GUELPH, Ont. - Kerby Rychel knows what winners looks like. He grew up surrounded by them. He’d see them often at the rink and at his home in Tecumseh, Ont., just outside of Windsor where his dad, Warren, is general manager and part-owner of the Ontario Hockey League’s Spitfires.
It was there a young Rychel was able to observe future NHLers – Taylor Hall, Cam Fowler, Zack Kassian and Adam Henrique (to name a few) – win back-to-back OHL and Memorial Cup titles in 2009 and 2010.
Despite being around the victors, Rychel had no spoils of his own to show for it.
But that all changed Friday night when he scored two goals late in the third period to give the Guelph Storm their first OHL championship in 10 years. Standing on the ice after the game, the noise from the 5,015 fans at the Sleeman Centre was so loud Rychel could hardly be heard. The sheer joy on his face, however, told the story.
“I still can’t believe it,” said the 19-year-old shouting above the din. “I feel like I’m a dream or something. It’s crazy.”
His Robertson Cup-winning goal came with just 26.3 seconds left to give the Storm a 4-3 win over the North Bay Battalion in Game 5 of the championship series.
“I blacked out,” said Rychel of his celebration after the goal. “It’s the biggest goal of my life, honestly.”
Guelph forward Robby Fabbri, who is eligible for this year’s NHL draft, was voted as the OHL’s playoff MVP. The 17-year-old finished the post-season with 13 goals and 15 assists in only 16 games. He was one of the first players to mob Rychel, skating down the ice full-throttle, after the game-winner was scored.
“It’s probably one of the best celebrations I’ve ever seen,” said Fabbri, who is ranked 21st among North American skaters by the NHL’s Central Scouting service. “It was a great feeling chasing after him knowing we were 30 seconds away from a championship. It’s just a great feeling.”
“It was just raw emotion,” said Guelph captain Matt Finn of Rychel’s celebration. “That’s the way he plays – he takes it to the net and he’s just energy. He’s a little crazy, of course, but (expletive) he’s a hell of a guy and that’s just him.”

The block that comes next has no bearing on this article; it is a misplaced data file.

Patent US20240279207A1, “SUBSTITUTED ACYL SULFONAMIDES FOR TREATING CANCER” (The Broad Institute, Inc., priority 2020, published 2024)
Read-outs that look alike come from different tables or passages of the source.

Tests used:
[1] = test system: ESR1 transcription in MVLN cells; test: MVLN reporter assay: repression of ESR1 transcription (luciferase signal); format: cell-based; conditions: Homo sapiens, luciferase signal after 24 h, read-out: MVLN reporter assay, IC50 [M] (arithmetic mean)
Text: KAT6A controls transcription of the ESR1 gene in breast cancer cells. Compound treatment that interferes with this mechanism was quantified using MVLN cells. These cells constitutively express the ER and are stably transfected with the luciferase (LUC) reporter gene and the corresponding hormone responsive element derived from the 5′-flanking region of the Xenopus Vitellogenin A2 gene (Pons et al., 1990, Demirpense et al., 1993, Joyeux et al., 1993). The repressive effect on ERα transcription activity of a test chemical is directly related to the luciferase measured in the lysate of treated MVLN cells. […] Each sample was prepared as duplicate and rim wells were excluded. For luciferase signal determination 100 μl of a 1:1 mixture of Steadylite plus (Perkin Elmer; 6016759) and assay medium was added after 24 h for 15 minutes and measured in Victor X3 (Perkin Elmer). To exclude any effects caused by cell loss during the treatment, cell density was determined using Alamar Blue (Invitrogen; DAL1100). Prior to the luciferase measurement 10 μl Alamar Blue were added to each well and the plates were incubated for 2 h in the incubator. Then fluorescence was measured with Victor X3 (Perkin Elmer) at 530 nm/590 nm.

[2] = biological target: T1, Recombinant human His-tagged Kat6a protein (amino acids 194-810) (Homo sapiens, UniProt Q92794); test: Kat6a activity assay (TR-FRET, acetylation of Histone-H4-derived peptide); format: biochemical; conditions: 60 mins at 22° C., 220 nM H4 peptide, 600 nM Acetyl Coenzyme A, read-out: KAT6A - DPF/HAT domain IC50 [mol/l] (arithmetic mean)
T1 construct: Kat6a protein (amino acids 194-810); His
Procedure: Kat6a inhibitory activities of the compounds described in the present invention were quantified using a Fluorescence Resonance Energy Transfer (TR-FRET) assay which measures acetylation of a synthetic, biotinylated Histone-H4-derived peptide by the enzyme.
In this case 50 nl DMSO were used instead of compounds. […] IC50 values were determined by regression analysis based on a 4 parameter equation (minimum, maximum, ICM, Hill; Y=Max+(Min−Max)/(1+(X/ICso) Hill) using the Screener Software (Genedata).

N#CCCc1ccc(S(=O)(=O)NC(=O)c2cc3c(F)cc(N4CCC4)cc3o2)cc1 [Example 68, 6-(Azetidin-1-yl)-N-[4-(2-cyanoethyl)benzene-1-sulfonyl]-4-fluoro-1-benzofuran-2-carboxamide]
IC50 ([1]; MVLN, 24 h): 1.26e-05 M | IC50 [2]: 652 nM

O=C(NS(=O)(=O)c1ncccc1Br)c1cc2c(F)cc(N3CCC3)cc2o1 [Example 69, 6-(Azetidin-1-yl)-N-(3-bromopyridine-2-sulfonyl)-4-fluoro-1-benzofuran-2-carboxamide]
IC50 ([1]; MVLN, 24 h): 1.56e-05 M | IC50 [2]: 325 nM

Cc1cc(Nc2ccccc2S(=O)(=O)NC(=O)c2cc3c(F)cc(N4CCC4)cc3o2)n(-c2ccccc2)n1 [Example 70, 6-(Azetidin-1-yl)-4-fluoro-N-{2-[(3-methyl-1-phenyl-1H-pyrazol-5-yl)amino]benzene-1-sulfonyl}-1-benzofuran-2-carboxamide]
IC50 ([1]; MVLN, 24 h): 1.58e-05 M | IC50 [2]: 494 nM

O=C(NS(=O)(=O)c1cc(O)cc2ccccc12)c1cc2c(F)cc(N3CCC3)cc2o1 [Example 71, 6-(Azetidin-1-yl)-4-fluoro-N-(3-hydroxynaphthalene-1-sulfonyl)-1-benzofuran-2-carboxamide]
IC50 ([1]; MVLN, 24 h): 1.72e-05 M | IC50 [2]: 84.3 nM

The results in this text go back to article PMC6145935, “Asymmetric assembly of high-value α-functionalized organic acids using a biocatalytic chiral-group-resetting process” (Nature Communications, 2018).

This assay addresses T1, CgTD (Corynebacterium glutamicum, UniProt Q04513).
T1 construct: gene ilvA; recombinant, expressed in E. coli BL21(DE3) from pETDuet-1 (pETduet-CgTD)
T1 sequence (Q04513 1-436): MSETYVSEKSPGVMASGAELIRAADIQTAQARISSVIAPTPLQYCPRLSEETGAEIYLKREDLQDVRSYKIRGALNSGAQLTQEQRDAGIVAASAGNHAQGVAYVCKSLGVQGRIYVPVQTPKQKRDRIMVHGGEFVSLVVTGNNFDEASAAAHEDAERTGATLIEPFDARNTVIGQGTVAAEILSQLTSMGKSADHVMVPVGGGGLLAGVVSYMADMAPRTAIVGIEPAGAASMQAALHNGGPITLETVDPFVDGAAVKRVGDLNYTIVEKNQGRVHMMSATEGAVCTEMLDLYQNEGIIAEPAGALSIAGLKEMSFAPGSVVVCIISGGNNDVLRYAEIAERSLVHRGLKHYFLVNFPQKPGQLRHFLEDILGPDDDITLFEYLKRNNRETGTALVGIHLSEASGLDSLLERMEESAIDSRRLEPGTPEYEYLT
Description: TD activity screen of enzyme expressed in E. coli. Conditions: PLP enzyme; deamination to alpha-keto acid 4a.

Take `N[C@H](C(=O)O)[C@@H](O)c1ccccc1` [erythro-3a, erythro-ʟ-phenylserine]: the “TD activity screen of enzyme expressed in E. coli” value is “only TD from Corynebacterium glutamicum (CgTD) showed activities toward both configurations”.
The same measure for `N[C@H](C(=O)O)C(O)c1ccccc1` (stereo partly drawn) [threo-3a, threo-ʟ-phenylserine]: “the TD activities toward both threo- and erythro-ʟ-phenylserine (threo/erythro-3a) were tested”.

Rychel, a first-round pick of the Columbus Blue Jackets in 2013, was a late addition by the Storm via trade from Windsor in early December, just prior to joining Canada’s world junior team. The decision to deal his own son wasn’t something Warren Rychel took lightly. After watching his son’s late-game heroics, Rychel was a proud father.
“He was basically on the auction block,” said the former NHLer of the deal that also sent defenceman Nick Ebert to Guelph. “There were four or five teams involved and (Guelph GM) Mike Kelly stepped up, and here we are.
“I think he was a calming influence coming in here and I know his off-ice preparation is second to none. I know he’ll be ready to go (at the Memorial Cup). I’m so proud of him.”
After joining Guelph, the younger Rychel said there was an adjustment period trying to fit in with a core group that had already been together for a number of years. It also took a while, he said, to adjust to head coach Scott Walker’s systems.
“They came in and they fit in,” said Walker of both Rychel and Ebert. “They didn’t have to be the superstars. We had lots of guys, but they came in and chipped in … could we have done it without them? Probably not.”
The Battalion took the lead early, and for 55 minutes it looked like they would going back to North Bay for a Game 6. The two quick goals at the end of the game were a particularly cruel form of déjà vu.
“You just watched Game 3 all over again,” said Finn.
In that game, the Battalion held a 3-2 lead with less than a minute left on the clock. The Storm scored two goals with 29 seconds remaining to steal a 4-3 victory from the Battalion. North Bay, underdogs from the Eastern Conference, never appeared able to rebound from that crushing loss.
“There’s no question that was probably the turning point of the series,” said Walker. “That really demoralized (the Battalion). I’m surprised they came out and played as hard as they did (Friday), because it was tough to overcome that one.”
The Storm were the best team in the OHL’s regular season, too, with a 52-12-2-2 record and 108 points.
The last time Guelph won the OHL championship was 2004. The Storm went to the Memorial Cup in Kelowna, B.C., but were knocked out of the tournament early, going 0-3. The closest they’ve come to a national title was in 1998 when they lost in the final to the Western Hockey League’s Portland Winterhawks.
They’ll get another chance next week when they head to another Memorial Cup in London, Ont. The Storm eliminated their Western Conference rival London Knights in the second round of the playoffs, so they know the tournament hosts will be eager for revenge.
“We’re going to enjoy this for a couple of days,” said Rychel. “But that’s a big event. We’re definitely going to be ready.”